Nicky: It’s difficult to predict which way it will go for Korea. Clearly they’ve had their own extensive training plans, shooting in their own replicable Olympic stadium. The depth of quality within their own country is so vast that they won’t have lacked competition practice. Making the Korean Olympic team is arguably harder than winning the Olympics themselves. But have they missed out? It’s been two years since they’ve been on the highest international stage (bar the Olympics). Have others got a taste and belief that they can do it? Will the Korean women ever fail to take the women’s team gold? I fully expect Korea to walk away with a lot of bling, but I don’t think they will be quite as dominant this year. 

John: The big Asian teams will be prepared, no question. They will be lacking, however, the rhythm of competition and the relaxation gained by turning up with a win or two this year. They can get nervous and twitchy like anyone else. Still, it gives us all a bit of a thrill, especially not knowing what China and Chinese Taipei will bring to the party. Everyone will be ready to shoot, but who has brought a clear head and the focus required not to blink?

Andrea: I doubt it was a decision made out of choice. There’s no question all teams arrived in Tokyo fully prepared, in one way or another, whether they competed internationally before the Games or not. Will they know how to deal with the competition nerves? Will they have the rhythm of competition that others have experienced this year? Will they know how to handle the pressure from an opponent? It‘s all yet to be seen.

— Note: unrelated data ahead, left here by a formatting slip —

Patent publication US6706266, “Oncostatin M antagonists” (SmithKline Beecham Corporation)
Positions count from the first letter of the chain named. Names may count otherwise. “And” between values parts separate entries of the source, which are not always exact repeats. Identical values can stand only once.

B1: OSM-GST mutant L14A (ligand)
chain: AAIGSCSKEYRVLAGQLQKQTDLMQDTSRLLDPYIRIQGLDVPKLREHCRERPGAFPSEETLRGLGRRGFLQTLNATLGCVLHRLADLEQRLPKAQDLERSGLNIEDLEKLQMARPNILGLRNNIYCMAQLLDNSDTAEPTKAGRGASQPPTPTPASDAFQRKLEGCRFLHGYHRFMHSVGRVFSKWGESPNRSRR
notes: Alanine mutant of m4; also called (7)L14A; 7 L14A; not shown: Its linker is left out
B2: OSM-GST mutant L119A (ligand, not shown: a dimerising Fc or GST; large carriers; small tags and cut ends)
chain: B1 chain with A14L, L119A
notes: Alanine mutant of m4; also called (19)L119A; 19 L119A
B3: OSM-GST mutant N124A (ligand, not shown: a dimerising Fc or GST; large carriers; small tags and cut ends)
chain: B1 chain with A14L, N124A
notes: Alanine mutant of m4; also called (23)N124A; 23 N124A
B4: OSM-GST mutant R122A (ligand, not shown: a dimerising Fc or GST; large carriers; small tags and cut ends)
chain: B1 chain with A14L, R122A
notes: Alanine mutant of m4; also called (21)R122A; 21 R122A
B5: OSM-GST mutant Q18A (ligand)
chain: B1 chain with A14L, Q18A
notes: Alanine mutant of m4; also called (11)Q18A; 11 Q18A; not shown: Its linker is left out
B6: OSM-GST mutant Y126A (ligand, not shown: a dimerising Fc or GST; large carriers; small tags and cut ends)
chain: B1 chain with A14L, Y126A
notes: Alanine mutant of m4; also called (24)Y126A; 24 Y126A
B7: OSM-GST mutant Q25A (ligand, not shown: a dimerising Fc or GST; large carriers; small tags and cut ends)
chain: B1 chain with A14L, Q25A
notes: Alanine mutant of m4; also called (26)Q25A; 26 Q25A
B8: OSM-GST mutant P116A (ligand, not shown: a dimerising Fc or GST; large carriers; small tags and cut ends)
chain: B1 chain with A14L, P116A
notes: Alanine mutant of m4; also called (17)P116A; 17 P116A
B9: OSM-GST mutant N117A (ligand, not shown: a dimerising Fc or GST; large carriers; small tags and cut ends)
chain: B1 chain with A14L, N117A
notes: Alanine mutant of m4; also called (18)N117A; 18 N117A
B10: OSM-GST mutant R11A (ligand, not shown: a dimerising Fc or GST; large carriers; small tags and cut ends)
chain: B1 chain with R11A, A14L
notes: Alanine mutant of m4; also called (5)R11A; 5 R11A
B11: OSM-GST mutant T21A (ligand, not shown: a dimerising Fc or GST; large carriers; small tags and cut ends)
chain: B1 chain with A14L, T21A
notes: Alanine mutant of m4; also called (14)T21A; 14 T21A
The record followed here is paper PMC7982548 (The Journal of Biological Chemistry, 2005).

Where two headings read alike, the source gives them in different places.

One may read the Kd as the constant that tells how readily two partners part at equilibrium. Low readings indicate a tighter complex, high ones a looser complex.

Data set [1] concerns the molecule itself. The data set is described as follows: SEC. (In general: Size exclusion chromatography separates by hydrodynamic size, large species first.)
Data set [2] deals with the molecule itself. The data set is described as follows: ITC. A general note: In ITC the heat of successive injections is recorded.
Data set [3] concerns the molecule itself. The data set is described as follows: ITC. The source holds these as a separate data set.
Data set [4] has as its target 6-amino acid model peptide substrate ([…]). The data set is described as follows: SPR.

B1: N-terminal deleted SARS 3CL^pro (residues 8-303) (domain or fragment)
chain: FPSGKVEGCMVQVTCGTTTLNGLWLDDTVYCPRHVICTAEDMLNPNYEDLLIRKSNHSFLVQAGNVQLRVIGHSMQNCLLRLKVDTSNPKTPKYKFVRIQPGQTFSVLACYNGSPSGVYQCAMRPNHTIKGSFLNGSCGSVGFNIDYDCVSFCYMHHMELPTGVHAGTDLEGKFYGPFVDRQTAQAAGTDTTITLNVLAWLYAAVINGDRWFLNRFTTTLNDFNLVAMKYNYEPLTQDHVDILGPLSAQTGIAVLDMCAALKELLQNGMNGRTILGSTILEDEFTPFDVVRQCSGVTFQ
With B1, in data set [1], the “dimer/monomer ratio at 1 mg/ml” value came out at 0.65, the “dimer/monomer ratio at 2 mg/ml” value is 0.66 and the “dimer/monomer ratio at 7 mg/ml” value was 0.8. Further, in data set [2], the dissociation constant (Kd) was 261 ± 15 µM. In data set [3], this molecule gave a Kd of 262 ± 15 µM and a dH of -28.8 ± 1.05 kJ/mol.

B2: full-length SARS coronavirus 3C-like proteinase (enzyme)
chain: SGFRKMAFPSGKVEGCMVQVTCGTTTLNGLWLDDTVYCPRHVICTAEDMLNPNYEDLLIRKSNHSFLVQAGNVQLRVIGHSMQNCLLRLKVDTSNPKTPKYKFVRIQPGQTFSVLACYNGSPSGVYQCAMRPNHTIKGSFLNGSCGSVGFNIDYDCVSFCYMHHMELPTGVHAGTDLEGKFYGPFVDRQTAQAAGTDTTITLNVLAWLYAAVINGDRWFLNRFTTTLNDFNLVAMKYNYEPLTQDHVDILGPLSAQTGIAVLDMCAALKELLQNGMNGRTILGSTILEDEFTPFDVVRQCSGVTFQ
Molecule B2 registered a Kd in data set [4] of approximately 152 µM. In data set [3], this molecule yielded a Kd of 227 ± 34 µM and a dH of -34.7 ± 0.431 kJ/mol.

3. Who has the most to gain with a strong performance at the Olympics?

Chris: Bangladesh, India and Mexico. There’s a huge amount of domestic focus on the archers from these three countries, because they all have podium potential. Particularly for India, you can feel that medal brewing. It’s been doing so for a while. It’s coming. Is it here, though?

Nicky: I would say Romania’s Madalina Amaistroaie could have the most to gain. An 18-year-old who sprung into 2021 and took a quota spot in Paris at the last chance, she seems relaxed and perhaps even naive about this opportunity (a brilliant place to be). Medals are often won at the Games by first-timers, perhaps with no expectations and no bad experiences to get in the way. The same is true of Nicholas D’Amour, who hit the international scene in 2018 without note but post-pandemic, the 19-year-old has risen to world number three. His belief is that he deserves to be there and to gain a medal. He’s one to watch.

George: Considering the amount of attention and the relative laser glare of the non-endemic media, I would say the USA’s Brady Ellison to cement his legacy, Takaharu Furukawa at his home event to give archery another tremendous boost in Japan and France with their momentum headed toward the Games in Paris just three years from now. If Korea wins, well, that is already sort of expected. How do you get any higher than they have been? By doing it again, of course. I will also say that if Oh Jin Hyek manages to win, he will enter the pantheon of ‘absolute greatest ever’ – a fitting cap on his career.